Another more recent example; Tony and Robinetta Bunce started the brewery at Netheravon in 1983, having bought the disused power station from the Ministry of Defence. They brewed there for 8 years and the brewery is now home to Stonehenge Ales. This large label gives no indication of the contents, but it is a particularly striking design.
Sometimes you wonder why brewers produce such elaborate labels which will just get slapped on a barrel. One thing is for sure, it wasn’t because someone in the office thought ‘this will really please the label collectors of the future’. Whatever the marketing reasons, this example from Clinch’s Brewery on the Isle of Man has really pleased label collectors.
Very pleasing to have had a few comments recently and this should bring a few more. The Mortlake Brewery was bought by Charles Phillips in 1852 and soon afterwards was transferred to a partnership between Phillips and James Wigan. At that time output from the brewery was less than 5% of that of London’s largest brewers. The Phillips and Wigan partnership lasted until 1877 when Wigan bought a brewery in Bishops Stortford. This dates this label quite well. The brewery finally closed in 2015, sparing it any further, the indignity of brewing Budweiser.
Back in the 2013 LOTY competition, we received an entry of a Cupids Ale label & at the time many collectors asked the question.
‘Who brewed this, where do I include it in my collection’
Well, thanks to one of our intrepid label hounds, we can now report that it was almost certainly brewed by RCH Brewery of West Hewish, near Weston-super-Mare.
And before you ask, no we don’t have an image to hand, but if someone does, let us have a scan & we will be happy to retro fit into this post.
I know the Sir Henry Meux label didn’t raise an eyebrow or was everyone so gobsmacked they were unable to comment? Nevertheless here is another from the same source; the McCord museum in Ottawa via Frank Mrazik. Thanks to both.
I think this raises a lot of questions. Did Bass ever use a London Address? Was it used because London was well-known around the world in the 19th century but Burton on Trent probably wasn’t? Where is the triangle, red or otherwise? Give us your thoughts. We like thoughts, thoughts are good!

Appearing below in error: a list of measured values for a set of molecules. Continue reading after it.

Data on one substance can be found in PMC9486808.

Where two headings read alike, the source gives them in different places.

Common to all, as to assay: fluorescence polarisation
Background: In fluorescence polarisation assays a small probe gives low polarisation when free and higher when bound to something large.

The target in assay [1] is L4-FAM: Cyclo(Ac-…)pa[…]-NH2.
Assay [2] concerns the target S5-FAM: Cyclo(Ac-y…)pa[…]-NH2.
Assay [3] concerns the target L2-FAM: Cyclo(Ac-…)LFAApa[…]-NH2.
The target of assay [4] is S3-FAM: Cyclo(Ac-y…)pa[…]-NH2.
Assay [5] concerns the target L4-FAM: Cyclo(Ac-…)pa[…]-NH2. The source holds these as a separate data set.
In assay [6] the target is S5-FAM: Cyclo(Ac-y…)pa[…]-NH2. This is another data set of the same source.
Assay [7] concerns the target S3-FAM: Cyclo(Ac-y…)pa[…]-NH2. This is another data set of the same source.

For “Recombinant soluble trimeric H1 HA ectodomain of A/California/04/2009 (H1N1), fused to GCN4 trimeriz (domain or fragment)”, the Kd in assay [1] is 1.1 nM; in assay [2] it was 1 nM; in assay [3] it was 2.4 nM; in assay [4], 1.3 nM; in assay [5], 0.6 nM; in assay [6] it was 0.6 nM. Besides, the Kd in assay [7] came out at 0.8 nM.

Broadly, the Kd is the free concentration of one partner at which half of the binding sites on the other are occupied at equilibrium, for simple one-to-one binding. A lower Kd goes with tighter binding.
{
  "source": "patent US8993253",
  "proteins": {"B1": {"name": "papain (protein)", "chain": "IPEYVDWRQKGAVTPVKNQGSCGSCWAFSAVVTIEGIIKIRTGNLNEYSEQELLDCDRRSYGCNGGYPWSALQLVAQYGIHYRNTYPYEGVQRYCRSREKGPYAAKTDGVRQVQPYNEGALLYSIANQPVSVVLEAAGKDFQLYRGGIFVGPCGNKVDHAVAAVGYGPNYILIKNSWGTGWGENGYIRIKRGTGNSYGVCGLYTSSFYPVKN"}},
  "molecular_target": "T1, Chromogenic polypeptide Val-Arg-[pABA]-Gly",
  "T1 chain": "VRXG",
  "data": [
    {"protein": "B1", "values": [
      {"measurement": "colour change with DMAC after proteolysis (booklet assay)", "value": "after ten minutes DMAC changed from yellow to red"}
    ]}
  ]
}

Stout wasn’t the obvious choice for our first venture into Scottish cask labels. This one is particularly interesting because it comes from Steel, Coulson’s Greenhead Brewery in Glasgow, which closed in 1946, rather than the Croft-an-Righ Brewery in Edinburgh, which appears to be ever-present on bottle labels.
American brewers were much quicker than their counterparts in this country to realise the marketing potential of Special Brews for holidays and similar occasions. Not just in the bottle either; this label is for a half barrel, that is 15½ gallons, of Piel’s Special Holiday Beer. That would be about 12½ gallons in the UK. Imperial measures in America are just about the only thing they do which is smaller than ours. I believe this label to have been issued just after the end of prohibition, in 1933 – 1935.
It wouldn’t be right to ignore the contribution to label design by ‘modern’ breweries. Here is the first of a selection of different styles, this one from The Penrhos Brewery, Kington. This label stands up well in this company.
Please accept our apologies if you found the Henry Meux label a little bland. This should cheer you up; our first venture into full colour printing for this example from Paine & Co of St Neots which, at the time the label was issued would have been in Huntingdonshire. Gold Medal winners in 1934, prominently displayed, and this time an empty space to put the address it was going to.
I am not 100% sure that this is a cask label, but I suspect it is. Cutting each one up to go on a bottle would be a little tedious. A really early label from Sir Henry Meux, I believe from the mid 19th century. This image was provided by Frank Mrazik. The original label is in the McCord Museum in Ottawa and we are grateful that they allow publication as long as an acknowledgement is included.